Today's paper was accepted in December, but it is based on work I've been involved with for more than 15 years. The lead author is my old colleague, Rodrigo Ibata, who you've met before, and the subject matter should be familiar, namely the Sagittarius Dwarf Galaxy.
Basically, Sagittarius is orbiting the Milky Way, and is being torn apart my the gravitational pull of the larger galaxy. It looks like this
Can we use the details of the streams to tell us about the properties of the dark matter?
The answer is yes, and long, long ago, we wrote this paper which showed that if the dark matter is spherical, then the orbit of the Sagittarius Stream will stay in a single plane. If, however, the dark matter is flattened or triaxial (which is what you'd expect from what we know about dark matter), then the orbits will precess and the streams will be a bit of a mess over the sky. In that paper, we concluded that the Milky Way was spherical!
Since then, there have been arguments back and forth, and some have concluded that the dark matter halo is actually flattened (I can go into detail if you really want, but there's a lot more data and it's a complex story).
So, we recently revised this very question, and asked "Does the data that we have *really* need the dark matter halo to be flattened?"
How do we test this? It's simple. We know how the laws of physics work (and here, we need only the two great works of Newton, motion and gravity), so we throw lots of test dwarfs into test halos and try and find the one that most resembles reality (this, in reality, what science is all about).
But there is a problem. Namely, doing all of these test is computationally expensive. We need fast computers to try and model the demise of lots of dwarfs, and so a while ago we developed a new way to do this.
OK - Here's a summary of the results (sorry, time is of the essence)
Anyway, to cut to the case, we show that we show that the conclusion that the halo of the Milky Way is not spherical is not as robust as people had claimed. In fact, we find that a nice spherical halo can happily reproduce what we see on the sky.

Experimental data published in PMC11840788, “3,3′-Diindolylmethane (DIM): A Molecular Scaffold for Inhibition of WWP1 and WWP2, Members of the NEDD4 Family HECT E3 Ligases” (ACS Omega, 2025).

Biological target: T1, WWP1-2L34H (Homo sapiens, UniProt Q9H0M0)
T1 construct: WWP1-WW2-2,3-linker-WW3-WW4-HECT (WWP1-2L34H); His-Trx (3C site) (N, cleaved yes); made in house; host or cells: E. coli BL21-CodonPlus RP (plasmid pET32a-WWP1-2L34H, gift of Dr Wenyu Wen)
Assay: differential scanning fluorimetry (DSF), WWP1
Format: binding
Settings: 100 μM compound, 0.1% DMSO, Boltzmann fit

The sting in the tail? Well, there has to be one. And it's in the rotation curve of the Milky Way. The rotation curve is a very simple thing, being basically how fast a star in the Milky Way is circling the centre of the galaxy. Basically, the Sun zips around at 220 km per - wait for it - second.
What do we say for the rotation curve of the Milky Way? Here it is
Ha ha - you shout, we know the rotation curve of the Milky Way! But, in reality, living inside the thing limits what we can actually understand about the place in which we find ourselves.
But don't worry. I am sure this is not the end of the story, and we'll be seeing Sagittarius and the shape of the dark matter halo very soon again.
Well done Rod!
Does the Sagittarius Stream constrain the Milky Way halo to be triaxial?
(Submitted on 20 Dec 2012)
Recent analyses of the stellar stream of the Sagittarius dwarf galaxy have claimed that the kinematics and three-dimensional location of the M-giant stars in this structure constrain the dark matter halo of our Galaxy to possess a triaxial shape that is extremely flattened, being essentially an oblate ellipsoid oriented perpendicular to the Galactic disk. Using a new stream-fitting algorithm, based on a Markov Chain Monte Carlo procedure, we investigate whether this claim remains valid if we allow the density profile of the Milky Way halo greater freedom. We find stream solutions that fit the leading and trailing arms of this structure even in a spherical halo, although this would need a rising Galactic rotation curve at large Galactocentric radius. However, the required rotation curve is not ruled out by current constraints. It appears therefore that for the Milky Way, halo triaxiality, despite its strong theoretical motivation, is not required to explain the Sagittarius stream. This degeneracy between triaxiality and the halo density profile suggests that in future endeavors to model this structure, it will be advantageous to relax the strict analytic density profiles that have been used to date.